Sat, 04 Jan 2003

Lawyers claim paltry evidence against Amrozi

I Wayan Juniartha, The Jakarta Post, Denpasar, Bali

Lawyers for Amrozi, a key suspect in the Bali bombings, claimed on Friday that police investigators had insufficient evidence in his dossier to build a strong case against their client.

"There were too many holes and weaknesses in Amrozi's case file. This will surely give us an advantage in his upcoming trial," Muhammad Sya'af, a spokesman for the lawyers, told The Jakarta Post by phone from Surabaya, East Java.

Amrozi will be the first suspect whose dossier will be submitted to state prosecutors on Monday, according to the police.

He was arrested less than one month in his hometown of Lamongan, East Java, after the Oct. 12 bombings that killed more than 190 people and injured some 300 others, mostly foreigners.

The police named him as one of the four prime suspects for his role in providing logistic supplies for the devastating blasts, including purchasing bomb-making materials and an L-300 minivan used in the attack.

Sya'af and Amrozi's chief lawyer Suyanto will fly to Bali on Saturday to re-examine their client's legal dossier before it is filed with prosecutors.

Sya'af said Amrozi had signed his case file late last month in the lawyers' presence.

He declined to provide details on what he claimed to be the weaknesses in Amrozi's case file. However, he said one of the major flaws concerned the potassium chlorate Amrozi had bought in great quantity from a chemical shop in Surabaya, East Java.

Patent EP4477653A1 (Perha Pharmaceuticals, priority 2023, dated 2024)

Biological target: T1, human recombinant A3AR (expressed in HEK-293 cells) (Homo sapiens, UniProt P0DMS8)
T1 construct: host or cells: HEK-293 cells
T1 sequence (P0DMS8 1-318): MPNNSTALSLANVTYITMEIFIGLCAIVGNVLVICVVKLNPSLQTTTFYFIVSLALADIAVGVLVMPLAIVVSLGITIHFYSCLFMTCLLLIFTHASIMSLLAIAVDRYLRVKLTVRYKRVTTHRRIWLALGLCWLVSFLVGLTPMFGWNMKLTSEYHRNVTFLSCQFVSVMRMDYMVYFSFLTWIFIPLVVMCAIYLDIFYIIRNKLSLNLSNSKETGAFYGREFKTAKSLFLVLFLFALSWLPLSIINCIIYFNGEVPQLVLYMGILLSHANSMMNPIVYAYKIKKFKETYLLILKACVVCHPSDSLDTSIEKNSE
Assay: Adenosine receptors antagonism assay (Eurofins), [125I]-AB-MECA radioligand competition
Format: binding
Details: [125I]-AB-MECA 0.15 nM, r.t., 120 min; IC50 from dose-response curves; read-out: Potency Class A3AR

"Such a chemical substance is widely used in rural areas in Java as a fertilizer. Edward Aritonang (spokesman for the joint police investigative team) once said that if potassium chlorate was mixed in a precise amount with other ingredients, it could become a dangerous and powerful explosive.

"Well, according to such a way of thinking, a simple writing pen could surely become a dangerous explosive if it was mixed with, let's say, RDX, couldn't it?" Sya'af asked rhetorically.

"The real question here is whether Amrozi has the knowledge and capability to make such explosives, and whether the police have enough material evidence to prove this," he added.

The lawyer said he believed the available evidence against Amrozi and other suspects was inadequate, since the investigators had failed to explain the source of extremely high explosives, such as RDX and HMX, which were discovered at the blast site.

Imam Samudra, the alleged mastermind behind the attack, has confessed that he used only TNT to bomb Paddy's Cafe and the Sari Club, and denied any knowledge of RDX.

Sya'af confirmed Amrozi had confessed to a lot of things to the investigators with regards his role in the bombings, but countered by saying that a suspect's confessions could not automatically be considered as legal evidence before the court.

"A confession is one thing, but providing evidence that substantiates the confession is much more important," Sya'af said.

Meanwhile, a source close to the investigation claimed that police had found several pieces of evidence with which to charge Amrozi, including: several documents; passenger seats of the L- 300 minivan, license plate DK 1324 BS; a white Toyota Crown sedan, license plate G 8288 B; a green Suzuki Vitara, license plate L 731 GB; a red Yamaha F1-ZR motorbike, license plate DK 5228 PE; a purchase receipt for potassium chlorate; and a VCD entitled Perang Salib Baru (The New Crusade).

"The vehicles were connected either with the execution of the bombings or with their planning. We have found residues of explosives materials in some of the vehicles and at the places where Amrozi stayed during his visit to Bali," the source said.

The police have also found written statements from numerous witnesses from East Java and Bali, who could positively identify and establish Amrozi's links to both the vehicles and the chemical substances.

"He could deny all his confessions at the trial, but we will nail him with evidence and testimony from eyewitnesses," the source added.